-rf i SIX MASON'CITY GLOBE-GAZETTE, MARCH 10 H| 1937 ! I l! r ; -ill j l .1'! \'. -h OFFICERS ARE CHOSEN BY MEMBERS OF WOMAN'S CLUB Dean Gould Is Heard at M.E; Church Recital lay Basso-Gantat ; Is Presented at · Meeting.. Mrs. Hariford MacNider wa "elected president of the Mason City ·_ Woman's club, succeeding Mrs.' L.: R. Roberts, Tuesday evening at,.the First Methodist,churcl at the business'session which preceded, the recital given by Dean Herbert Gould of Drake university. Mrs. W. B. Casey was electee recording secretary, Mrs. Kennet! Long, corresponding secretary Mrs. J. C. Stoddard, financial secretary and Mrs. Roberts, director Operatic Arias. A warmth.arid sweetness, unusual in bass voices, distinguishec Dean Gould's -rendition of th' numbers on his program. His admitted enjoyment of opera was 'evident in the arias which he sang with brilliance and he brought to his' other ' songs - an aptitude lor dramatic interpretation .. whicl 'adder! their charm. His voice played upon a wide range ; pf emotions and his "interpretation -of the.numbers was unusually effective.-! Dean Gould offered brief translations of some o his numbers, explaining their significance and adding to\the audience's: appreciation of them. beautifully controlled singing was enhanced by the background provided by the accompaniment o Lendre Mudge Stull. Numbers Varied. The recital-was opened with the beautiful "Where'er You Walk' from "Semele" by Handel and "Plasii' d'amour" by Martini. The second group of numbers fount particular favor with the audience Included were "Pilgrim's Song" by Tschaikowski, "Mit Deinen Blauen Augen," by Strauss, "Die Ab- Jos'iing" by Hollaender and "Eros by Grieg. Four French selections comprised .the third group, "L'Arbre' . and "Lo Danse Macabre" by Saint- Saens. "Alger le soir" by Fourdrain and "Le Cor" by Fiegier. Encores Included. The three ;operatic' .numbers were "Wahn!" "Wahn!" from "Die Meisterslriger" by Wagner, "II La- cerat-j Spirito" from "Simone Boccanegra" by Verdi and "Mad- amina il Cartelogo e' Questo" from "Don Giovanni" by Mozart. The program was concluded with a group of four numbers, i VTho Water Mill" by Vaughan- ·'Williams, "The Bell Man" by For. sythe, "Clouds" by Charles and "The Wreck of the Julie Plante" by O'Hara. As \ encores, : TJean Gould sang an aria from "Hero- diade" by Massenet^ "The Song of the Flea" by Mpussorgslcy, "The Sailorman" and ..' "The Road to Castlebar." . · · - . ; . TAST PRESIDENTS TO MEET AT Y. fll. / Past'presidenIs of- the American Legion Auxiliary will meet Thursday afternoon at 3 o'clock at the Y.'.M. C. A.,'-according to Mrs. Emma Duncan,' chairman of group. the $62.50 Diamonds at their true value, a yellow gold ring, diamonds on the side styled to please. 3 WEST STATE Cast in College Opera MISS MARY JEAN CROWELL HOGER DOWNING Mary Jean Crowell will make her operatic debut in the Iowa State Teachers college all student production of "Carmen." She is playing the role of Micaela and sings the,soprano aria, "Micaela's Prayer." Miss Crowell has studied voice with Prof. William E. Hays since entering school at Iowa State Teacliers college in 1935. She has appeared in. regular and advanced student recitals singing lyric and coloratura solos in such style' that the students are anticipating Miss Crowell's appearance in this difficult role. Roger Downing, also a student of Professor Hays, will sing the lesser role of Morales, but due to the ineligibility of the baritone playing the part ot Escamillo, Mr. Downing will play both parts. Because this ineligibility was not announced until the close of the winter term on March 9, Mr. Downing has been placed under the, handicap of singing a heavy, role upon three days' notice. He has already established a reputation as an accomplished soloist by singing at various school functions although he has been on the campus for only two terms. This privilege of singing Escamillo's part gives Mr. Downing the opportunity to sing the famous "Toreador's Song." The recognition given these two Mason City students speaks well for the musical training given in the local high school as well as their continued training at Iowa State Teachers college. (Photo of Miss Crowell by Russell) - '- H E L P I N G T H E H O,M EM A K E R By MllS. flIAEY MORTON nienu Hint. Veal Steak Scalloped Potatoes Spinach Pineapple Salad Fruit Intrigue Tea Veal steak may be broiled, or breaded and baked. A sprinkling of dried sage, if you like sage will give it a nice flavor. Pineapple salad gives a crisp and tangy flavor to a meal such as this, which it needs. Pineapple m a y ' b e served n slices on lettuce, shredded cab- iage or other green salad vege- able, and simply topped with mayonnaise, and sprinkled with hopped peanuts or any other nut n hand. /It may have small heese balls served on it, and len sprinkled with nuts; and cot- age cheese combined with the 'ineapple Is another favorite. Today's Recipes; PEACH INTRIGUE.--One-half up sour cream, one-half cup rown sugar, one cup flour, one- alt, teaspoon soda, one teaspoon alt, sliced up sugar. peaches, one-fourth Cover bottom of a greased pie pan with the peaches or other fruit). Sprinkle with me-fourth cup sugari Cover with lough made of the other ingredients, as follows: Six flour, soda and salt together; mix with brown sugar and cream. Bake about 25 ninutes in moderate oven until brown. Serve with plain or whipped cream. Pressure Causes Noisy Pipes. "When plumbing is being installed in a new house, the owner should request the plumber to make sure that there is not excessive water pressure in the piping within the house. Very often the plumbing mains In the street will be carrying water at close to 100 pounds per square nch pressure. If water under iuch pressure is allowed to en- er the water lines of the house, it wil cause noise whenever a faucet Is opened and, in addition, will cause a strain on the water lines, I'hich may bring about leaks. Very often in houses already erected where plumbing is noisy, 'he trouble will be traced to this Hutchinson's S H A M R O C K Center Brick I C E C R E A M 40C Quart Order from your Hutchinson Dealer iiincji) miinmiimiiiitiiiiiimiiiiHiiHiiimiicimiiiiiiiiiuiiiiiiiy; | You Can't Live I j On Love Alone \ 1 But you--and that man of yours--will love -1 g this brand new dessert! It adds a thrill to = the simplest meal J .' § · SDRPRISE PUDDING 0 ;j 2 cups TOWN CRIER Flour = 3 teaspoons baking powder rr. 2 tablespoons butter · '= . ·.'/! cup 1 cup milk 1 teaspoon vanilla 2 cups brown sugar 2 cups sour cream " Cream butter with sugar. Add well beaten ess. Sift flour, measure and = ^ w't" bakini; powder. Add alternately with milk. Add vlnIlia! Pou? = r£* Into well sreased pudding pan. Sprinkle brown sugar over batter = ana over the sugar pour sour cream. Bake.In moderate oven (350 de= erreea P.) about 35 minutes. (The batter rises to the top and tho cream C and sugar form a delicious caramel sauce. Serve upsfde down i QQ Lucky priie-wlnnfnj, low cn\ rec{pc II you n d I----your tracer's niune uid »ddres to Town Crier Flour ilOa Board oi Trad. Bulldinr, Ku»i City. Mijiouri same source -- excessive water pressure. Any good plumber can correct this difficulty by installing in the water line leading from the main to the house a pressure-reducing valve, and regulating it to provide water pressure within the house of not.more than 30 pounds per square inch, advises F. H. A. clip sheet. · Fried Bologna. One of Ann Sothern's favorite appetizers is thin sliced bologna dipped in beaten . eggs and fine cracker crumbs and fried golden arown. Ann is in the movies, you BITS ABOUT 'EM Mrs. John A. Senneff, 9 Beau- ·moht drive,,,left Wednesday lor Des Moines to spend a, few days with her daughter, Mrs. Wright Perciva]. Mr. and Mrs. Percival vill accompany her home to spend the week-end here. =3 a o Dean and Mrs. Herbert Gould of Des Moihes were'guests Tuesday at the home o f ' D r . and Mrs. B. Raymond Weston, 21 Hock "lien. ' * * Mrs. Helen Vermilya Fahey of Wadcna, Mirin., has arrived for a visit with her mother, Mrs. A. Vermilya, 21 Jefferson, avenue southwest. BAPTIST.Y.'w. A. IS ENTERTAINED Miss Agnes Compton and Miss Carol Starr entertained the Baptist Y. W. a t ( a meeting Tuesday evening at their home, 8 Second street southeast, when a half hour's song service was followed by devotions by Mrs. Fred Eggers. Plans were completed for the dinner to be served at the district P. T. A. meeting Friday, March 19, in the Baptist church. Announce- ment.was made of a rummage sale April 9 and 10, sponsored by the Sunday school and the general aid and of the Easter sunrise service to be held at the Y. W. C. A. on Easter Sunday. iUIS.SIOXAUY CIRCLE CONDUCTS MEETING At the monthly meeting of the Young People's Missionary circle of the Grace Evangelical church Tuesday' evening at the home of Mr. and Mrs. Fred Uischner and son, Marcel, 2314 North Federal avenue, the program was opened with the singing of "Follow the Gleam" and "I Would Be True." Devotions were led by. Miss Betty Collen and the -study book, "Consider Africa" was given by Marcel Uischner. At the close of the meeting games were played and refreshments were served by. Mrs. Uischner. Visitors From Waterloo. CARPENTER--Mr. and Mrs. Vernon Sefert, Waterloo, were Sunday guests at the home of his mother, Mrs. Helen Sefert and brother, Purcey. Discussion to Be Held at Meeting High School P. T. A. Makes Plans for Third of Panels. High school P. T, A. will meet Thursday evening at 8 o'clock in the Music hall for the third in a series of panel discussions which havn been given during the year at the P. T. A. meetings. The high schoo! debate squad under the direction o f - G u y Crosen will speak. The discussion will feature foreign, relations and the material has been taken from the "Headline Books" of the Foreign Policy association of New York. "The Problem in the Far East" will be the general topic for the evening. Jane Hilton will give the introduction and Bob Parish will talk on- "Japan, the Disturbing Factor." Charles Knouse has for his topic, "Japan the Basic Problem" and Martin Yoseloff,- "Forces That Oppose Japan." Gerald Alter will speak on "Our Foreign Policy." A string ensemble of the Matinee Musicale club will provide music at the opening oE the program. Tha executive board of the P. T. A. will meet at 7:30 o'clock in the string room of the Music hall, preceding the program. --o-Plans Are Complete for Evening Session of GarfieH P. T. A. Garfield P. T. A. will meet Thursday evening at 7:30 o'clock at the school auditorium for a program which has been planned by Mrs. J. L. Pauley. There will be music by the first grade rhythm band and the fourth grade children will sing the numbers they broadcast over KGLO. A physical training demonstration will be given by the fifth grade pupils. Charles Dalin's quartet will sing and C. E. Gilman will speak on "Stepping Out as ;i Family." There will be a business session and refreshments will be served at the close of the evening. This vill be the last evening meeting or the · year. N O T E S WRITTEN TO B4RENTS ARE' OF NO USE: I Town Crier .=il!iiiiiiiif]iii[iiiiiiiJt:iiiiiiijiiiii]iiiiiiFLOURj iiirj iniuim iikiimi^ Styles, quality and prices to please you. M A C E S Smith Optical Co. 21 EAST STATE DR. GARRY C. MYERS, PH. D. Child Psychologist. The teacher often finds occa- ion to send a note by the child o his parents. It may be informa- ion about equipment the child needs, about some change in the school program, or invitation to he parents to attend some public school function; But most notes written to parents by teachers have to do. with !he child's behavior. Usually they point out some delinquencies of the youngster, expecting or commanding the parents to change the child's behavior, about as if a doctor were to tell them to give him three pills morning and evening. Gets a. Note a Day. A mother writes me:: "I have two or three notes a week in this tone, 'Kenneth teases the girls', 'Kenneth wrote on the school building'; 'Kenneth drops his pen on the floor'; 'Please make Kenneth obey his teacher'; 'Kenneth is lazy, see that he finishes his work.'" A discerning child may throw such a note away. Even if it is mailed it will do more harm than good. A visit by the teacher with the parent might do better. This visit would be bad,' however, i£ it carried the purport of the note. Such a note by the teacher assumes that it is the business of the parent while home to manage the child while at school; that, moreover, the parent should punish the child at home for his misdemeanors while with the teacher, even commanding him to be interested in. his work at school. Any teacher with proper training .in psychology would not be so foolish. Sec the Teacher. Suppose you receive such a note. Go to see the teacher, or reply by mail, courteously. Make clear to her that you will assume that while the child is at school tho school will manage him as it sees fit. Don't have court trials at home about the alleged delinquencies of your' child at school. Merely tell him calmly what the teacher reports, without abuse or punish' ment; and don't tug at his heartstrings. Just assure the child that he is responsible to the teacht while at school, and that you win do your best to help him at home to get on well at school. Then set out to study your child to this end. Learn all you can about him from the teacher. Perhaps you will have him checked by your doctor. Try to help him at home to win more successes at school and to gain better habits of conduct, even with some punishment, if necessary, that will carry over to school. And be grateful for small signs' of improvement after several weeks. --o-To Describe Trip. . CLEAR LAKE -- Ed Hlch will tell members of the Rotary club of his recent trip to Florida at the weekly luncheon of the club at the I. O. O. F. hall Thursday noon. When Governor's Wife Entertains , _ _ _ . -- _ - ^ 7 --..«..-..1..* ui nit, A U l l l t O L Q It UUtll tl 1_»1 l O l " C trol. Mrs. \V. C. Carroll of Clear Lake, fourth district chairman, was among the guests at the tea. Social Calendar WEDNESDAY White Shrine-6:30 o'clock, Masonic temple, covered dish dinner, Mrs. M. A. Harpster, chairman, special meeting and initiation at 7:30 o'clock. R. B. club-7 o'clock, Jefferson Amber room, Mrs. A. E. Smith, hostess. Bethlehem Division 2-Mrs. John Eberhardt, 1412 Pennsylvania avenue northeast. Clio club-7:45 o'clock, Mrs. C. E. Burrels, 76 Linden drive, Mrs. J. Curtis Amen, lesson. W. M. T. club-8 o'clock, Mrs. J. R. Birk, Central Heights. I. O. F. lodffc-- 8 o'clock, Moose hall. V. F. W. Auxiliary-8 o'clock, V. F. W. hall. · COUPLES WED AT GARNER PARSONAGE GARNER ·-- Marriage licenses were issued Saturday to Richard Brown, 22, Kanawha, and Viola Humphrey, 24, Englewood, N. Dak., and to Joseph Scott, 20, Britt, and Lorraine Gelner, IS, Forest City. Both couples were married by the Rev. H. R. Wrede, pastor of St. Paul's Lutheran church, at the parsonage 1 here. Witnesses to the Brown-Humphrey wedding were Margaret Hendrickson and Raymond Tochcrkj. The couple will live on a farm near Britt. Witnesses to the Scott-Humphrey wedding were Mr. and Mrs. J. A. Cordes. The couple will live on a farm near Woden. v REEVES-BAUR OSAGE--Friends here have received announcements of the mari riage of a former Osage girl, Gale Lovelace Barr, to the Rev. Floyd Reeves, pastor of the Congregational church in Cedar Falls. The ceremony was performed in Grinnell by the Rev. Royal Montgomery Tuesday, March 9. They will make their home in Creston. WIFE PRESERVERS To keep nut meals fresh they may bo home canned. Fill jars with wits, then adjust rubbers and tops, but do not tighten. Place jars in hot water canner. Pour around jars about two inches water, cover vessel and let water boil for 20 minu'es. Remove jars and tighten lids. Store in cool, dry place. THURSDAY Thursday Bridge club -1 o'clock, Leone McGhee's tearoom, Mrs. A. H. Kohl, hostess. Tri-Dcck Bridge club-1:15 o'clock, Mrs. A. L. Schmidt, 408 Ninth street southeast. Baptist Ladies aid-2 o'clock, Mrs. Harry Blanchard, 821 South Federal avenue. Trinity Roosevcit circle-2:30 o'clock, Mrs. Charles Anderson, 1412 Pennsylvania avenue southeast, Mrs. Orin Peterson, assisting. Immanuel South division-2:30 o'clock, church. Athenian club-Mrs. Gerald West, 12 Elevepth street northeast, Mrs. T. L. Con- iior, Mrs. H. P. McLaughlin, current events; Mrs. L. C. Perkins, lesson. Baptist division 2-.2:30 , o'clock, Mrs.-.-.C. - :M.\ Van -/Meter, 1030.Fourth street south- · west. Rebekah circle-2:30 o'clock, I. O. O. F. hall, Mrs. J. E. Lennan, hostess. Slonroe-Washington P. T. A. 2:30 o'clock, Monroe school. Olivet-Zion Ladies aid-2:30 o'clock, church, M r s . Frank Welsh, Mrs. Forest Romig, hostesses. Trinity Forest Park circle-2:30 o'clock, Mrs. R. O. Stor- vick, 1027 Second street southwest. G. I. A. to B. of L. E.-2:30 o'clock, Moose hall, refreshments and initiation. R. N. A.-7:30 o'clock, Moose hall. Girl Scout Council-7:30 o'clock,-Y. W. C. A. Livc-Y-ers-- 8 o'clock, Y. W. C. A. Hardingr P. T. A.-7:30 o'clock, school, father's night. Garfield P. T. A.-7:30 o'clock, school, C. E. Gilman, speaker. High School P. T. A.-8 o'clock, Music hall, panel discussion. Central P. T. A.-2:30 o'clock, school. L. TJ. G. A.-Mr. and Mrs. Henry Hansen, midwinter dinner.' Unoscvcit-Jackson board-2 o'clock, Mrs. H. E. Wood, 235 Nineteenth street southeast. Auxiliary Past Presidents-3 o'clock, Y. M. C. A. East Side Ladies aid-2:30 o'clock, Mrs. Jay Southard, :020 East State street. Invest- In a Diamond N o w . . . As they are positively going up in price. Outstanding values $20 up. U R R A Y JEWELRY CO. Foresters Bldg. Beneath Your Easter Banner WEAR A HALO P E R M A N E N T $2.75 $S.75 MA|JJRgp,P£g#AHENT WAVING Membership Drive Is Being Held by Catholic Daughters As a result of the first week of the spring drive for members in the Catholic Daughters of America, 10 former members were reinstated at the monthly meeting Tuesday evening at Moose hall. Those r e i n s t a t e d were from Hampton and Manly as well as Mason City. Names of 13 candidates .were voted upon by the court, indicating a large class to be initiated April 4. The membership teams, captained by Mrs. W. D. McCauley include Mrs. Kenneth Chute, Mrs. Jimmy Fleming, and the Misses Bernice Jones, Alice Edel, Grace Cross, Edna Hearity, Betty Maricle and Gertrude Hansen. A special meeting is scheduled for April 2 which will be the last time to submit names for the class. . St. Patrick and St. Joseph were the subjects of talks.given by the Misses Marjoriev O'Connor and Vera McKp'rkle. The reception' for the reinstated members was in charge of Mrs. Anna Mae Johnson and Mrs. Kate Mo ran. --o-MRS. B. I. BRIGHT WILL ENTERTAIN Mrs. B. I. Bright and her daughter, Helene, will entertain all the Spencer teachers who will be here next weelc for the teachers', convention, at tea .Friday afternoon, March 12, at their home 1104 West Slate street. Miss Bright teaches at Spencer. The guests will be received between 3:30 and 5:30 o'clock. St. Joseph's- 7th Graders ' in Contest Good Performances by All Pupils in Declamatory Competition. In the second of the grade declamatory contests being held at St. Joseph school this week, the seventh grade presented an unusual performance inasmuch as nine students merited more than 90 per cent and not one fell below 70 per cent. Mahala Meade gave a piece entitled "The School Program" to earn the mark of 96, the highest given Tuesday. Others who made over 90 per cent were Mary L. Wasley, "Over the Banister;" Ruth Freudenberg, "Mrs. Hastus and Johnson at the Wedding;" Miriam Coonan, "Good Night Papa;" 'Mary Ellen Hayes, "Vive La France;" Mary E. Hughes, "Who's Afraid?;" Constance Nettleton, "Five O'clock Tea;" Laura J. Kelly, "Spreading the News," and Ross Vaughn, "The Movie Fan," On the program also were Patrick Phalen, "Doing the Dishes;" Charles O'Banion; "Did You Expect Humming Birds?" Kathryn Lownsberry, "Poor Little Jim;" John Gagnon, "The Little Brown Cent;" Joan Edel, "An Old, Old Story;" Doris Cornelius, "A and B--a Contrast;" Jack Burke, "A Boy's Prayer;" Donald Dehnert, "The Height o£ the Ridiculous;" Mary Harold, "Freckled Faced Girl;" Holland Keeling, "Cheerfulness;" Robert Waychus, "Power of a Smile;" Gerald Dehnert, "Sam's Mother-in-Law;" Margaret Skyles, "Baby's Drawer;" Shirley Lindsay, "The Dead Kitten;" James O'Donnell, "The Queer Little House;" Eleanor McLaughlin, "Revere in the Church;" Richard O'Banion, "Limericks;" Larry Finn, "McCarthy and McManus;" Marie Casey, "Poor Little Joe;" James Pattee, "Over the Crossin';" John Raymond, "The Dead Kitten," and Robert Kelly, "The Queer Fam- The judges were Mrs. R. E. Nyquist, Mrs. J. A. Pasternak, and Miss Kathryn Mullan. --o-Wa-Tan-Ye Members Appear on Program Wa-Tan-Ye club met Tuesday noon,at the Hahiord hotel for a . program ,o[ current, events, ^giveri by Tolla Y B lowers, ^ I? e'na ,4Ma l:K,' Cora ·Hamlih;' Dr. Stella! M/ 'Mason, and Marie Fuller. Announcement was made that the new club organized at Nevada would hold its charter-night March 11. This is the eighth new club to be organized since August 1D3S. --o-LIME GREEK V. T. A. TO MEET FRIDAY Miss Hazel Thomas, county superintendent of schools, will address the P. T. A. of district 4, Lime Creek township, at a meeting Friday at the Van Note school.' HI* S". Federal I ' h o n c 2 8 1 SMARTER STYLES, BETTER QUALITY FOR LESS _ SINCE 1920 COUKTESY AND SATISFACTION WITH EV TAILORED yet Feminine SPRING SUITS 12.95 Tailored, yes -- but smart c o l l a r s , s h o u l d e r s -oil lengths of coats --slim waist lines-perfectly man-tailored. Good range of colors in sizes from 12 to 46. $ Others $16.95 to $59.95 300 Suits to Choose From. Tune In to KGLO Tonight at 5:55 For Our Special Announcement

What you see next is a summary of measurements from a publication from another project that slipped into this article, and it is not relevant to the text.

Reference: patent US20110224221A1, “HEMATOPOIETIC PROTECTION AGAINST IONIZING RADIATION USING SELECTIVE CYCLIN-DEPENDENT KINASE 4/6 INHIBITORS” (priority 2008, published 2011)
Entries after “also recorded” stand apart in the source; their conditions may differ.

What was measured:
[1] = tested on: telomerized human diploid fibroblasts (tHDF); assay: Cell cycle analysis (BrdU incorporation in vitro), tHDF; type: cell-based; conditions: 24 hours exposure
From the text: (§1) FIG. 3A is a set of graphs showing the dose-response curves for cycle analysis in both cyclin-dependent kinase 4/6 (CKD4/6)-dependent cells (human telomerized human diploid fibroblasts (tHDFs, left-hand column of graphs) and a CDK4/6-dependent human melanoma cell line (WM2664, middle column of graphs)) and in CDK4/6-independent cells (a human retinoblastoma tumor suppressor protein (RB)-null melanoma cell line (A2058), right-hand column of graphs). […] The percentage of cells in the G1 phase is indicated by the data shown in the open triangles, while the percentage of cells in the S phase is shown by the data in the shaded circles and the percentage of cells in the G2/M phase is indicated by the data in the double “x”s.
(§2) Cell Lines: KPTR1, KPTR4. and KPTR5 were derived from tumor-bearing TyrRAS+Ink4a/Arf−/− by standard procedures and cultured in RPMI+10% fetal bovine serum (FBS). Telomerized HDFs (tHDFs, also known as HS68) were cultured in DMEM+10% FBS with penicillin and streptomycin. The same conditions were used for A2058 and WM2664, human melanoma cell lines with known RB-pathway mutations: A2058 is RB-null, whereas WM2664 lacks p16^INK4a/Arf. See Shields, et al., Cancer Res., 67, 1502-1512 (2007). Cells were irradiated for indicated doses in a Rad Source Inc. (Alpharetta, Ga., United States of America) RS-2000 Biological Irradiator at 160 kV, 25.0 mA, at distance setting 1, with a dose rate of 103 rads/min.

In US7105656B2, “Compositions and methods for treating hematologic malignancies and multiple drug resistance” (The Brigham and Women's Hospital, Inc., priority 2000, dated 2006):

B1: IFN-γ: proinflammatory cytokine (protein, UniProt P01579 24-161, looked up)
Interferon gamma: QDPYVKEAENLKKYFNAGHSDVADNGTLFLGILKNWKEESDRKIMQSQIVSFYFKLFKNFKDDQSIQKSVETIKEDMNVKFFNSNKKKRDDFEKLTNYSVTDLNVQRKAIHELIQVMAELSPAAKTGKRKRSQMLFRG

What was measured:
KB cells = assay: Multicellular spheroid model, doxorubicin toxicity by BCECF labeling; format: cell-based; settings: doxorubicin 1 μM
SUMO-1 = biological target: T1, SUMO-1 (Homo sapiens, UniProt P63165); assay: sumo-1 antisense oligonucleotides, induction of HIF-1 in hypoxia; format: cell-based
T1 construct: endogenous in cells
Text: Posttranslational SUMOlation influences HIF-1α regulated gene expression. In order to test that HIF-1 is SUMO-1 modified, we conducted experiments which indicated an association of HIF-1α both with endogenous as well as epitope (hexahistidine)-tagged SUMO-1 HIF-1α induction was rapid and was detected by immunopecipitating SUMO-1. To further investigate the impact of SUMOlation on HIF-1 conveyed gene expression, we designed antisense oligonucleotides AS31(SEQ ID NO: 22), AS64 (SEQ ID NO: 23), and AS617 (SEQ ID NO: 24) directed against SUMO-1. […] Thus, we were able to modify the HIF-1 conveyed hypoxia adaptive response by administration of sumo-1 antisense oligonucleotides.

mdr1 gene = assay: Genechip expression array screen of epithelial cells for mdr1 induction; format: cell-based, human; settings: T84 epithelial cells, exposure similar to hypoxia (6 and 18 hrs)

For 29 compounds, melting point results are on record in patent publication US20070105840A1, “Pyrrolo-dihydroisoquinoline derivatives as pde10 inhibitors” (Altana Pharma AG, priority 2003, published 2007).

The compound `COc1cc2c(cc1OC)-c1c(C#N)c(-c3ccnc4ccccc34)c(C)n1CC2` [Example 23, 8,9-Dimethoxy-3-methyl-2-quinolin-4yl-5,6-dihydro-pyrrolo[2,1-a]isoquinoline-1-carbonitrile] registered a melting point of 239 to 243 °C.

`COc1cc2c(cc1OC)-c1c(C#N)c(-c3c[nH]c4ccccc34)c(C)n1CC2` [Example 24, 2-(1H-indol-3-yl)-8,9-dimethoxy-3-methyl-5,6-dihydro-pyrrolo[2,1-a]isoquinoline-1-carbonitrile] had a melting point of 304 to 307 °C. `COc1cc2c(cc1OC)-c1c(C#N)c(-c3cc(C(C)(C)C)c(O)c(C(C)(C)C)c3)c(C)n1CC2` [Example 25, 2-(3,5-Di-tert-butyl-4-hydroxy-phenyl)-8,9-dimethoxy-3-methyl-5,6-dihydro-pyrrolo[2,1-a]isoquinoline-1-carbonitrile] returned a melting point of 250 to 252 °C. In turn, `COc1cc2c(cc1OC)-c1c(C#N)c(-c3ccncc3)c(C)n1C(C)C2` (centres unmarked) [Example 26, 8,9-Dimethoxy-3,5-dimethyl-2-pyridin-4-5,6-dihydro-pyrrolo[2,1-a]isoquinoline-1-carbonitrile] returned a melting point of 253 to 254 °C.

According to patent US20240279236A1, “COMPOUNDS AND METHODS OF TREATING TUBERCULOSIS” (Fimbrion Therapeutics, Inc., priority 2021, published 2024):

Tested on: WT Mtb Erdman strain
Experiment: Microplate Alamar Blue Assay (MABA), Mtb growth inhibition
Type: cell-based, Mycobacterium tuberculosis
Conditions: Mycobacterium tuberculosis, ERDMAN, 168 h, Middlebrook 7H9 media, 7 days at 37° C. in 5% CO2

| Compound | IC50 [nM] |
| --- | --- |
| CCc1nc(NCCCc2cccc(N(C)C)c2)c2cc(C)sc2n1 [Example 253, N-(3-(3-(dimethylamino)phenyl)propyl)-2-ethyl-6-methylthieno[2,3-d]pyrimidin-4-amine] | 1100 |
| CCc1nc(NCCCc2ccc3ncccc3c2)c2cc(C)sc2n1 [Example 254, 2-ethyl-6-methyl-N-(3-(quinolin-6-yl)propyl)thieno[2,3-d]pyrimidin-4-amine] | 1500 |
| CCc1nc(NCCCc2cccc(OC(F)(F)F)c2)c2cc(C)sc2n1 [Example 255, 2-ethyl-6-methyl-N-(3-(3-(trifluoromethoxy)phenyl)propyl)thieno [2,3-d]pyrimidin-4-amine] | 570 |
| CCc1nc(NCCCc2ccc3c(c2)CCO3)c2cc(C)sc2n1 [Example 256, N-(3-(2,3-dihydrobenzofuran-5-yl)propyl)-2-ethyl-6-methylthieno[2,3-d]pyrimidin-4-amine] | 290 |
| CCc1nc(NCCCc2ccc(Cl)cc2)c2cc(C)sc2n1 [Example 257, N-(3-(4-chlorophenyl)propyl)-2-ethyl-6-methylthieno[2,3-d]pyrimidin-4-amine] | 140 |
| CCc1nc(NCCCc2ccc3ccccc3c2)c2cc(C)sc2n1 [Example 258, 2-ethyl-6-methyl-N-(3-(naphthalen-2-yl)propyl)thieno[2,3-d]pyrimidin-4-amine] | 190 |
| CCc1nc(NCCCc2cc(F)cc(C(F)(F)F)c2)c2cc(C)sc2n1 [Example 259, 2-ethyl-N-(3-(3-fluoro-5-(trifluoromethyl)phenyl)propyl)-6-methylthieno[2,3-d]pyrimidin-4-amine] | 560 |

Get full access with a Free Trial

Start Free Trial

What members have found on this page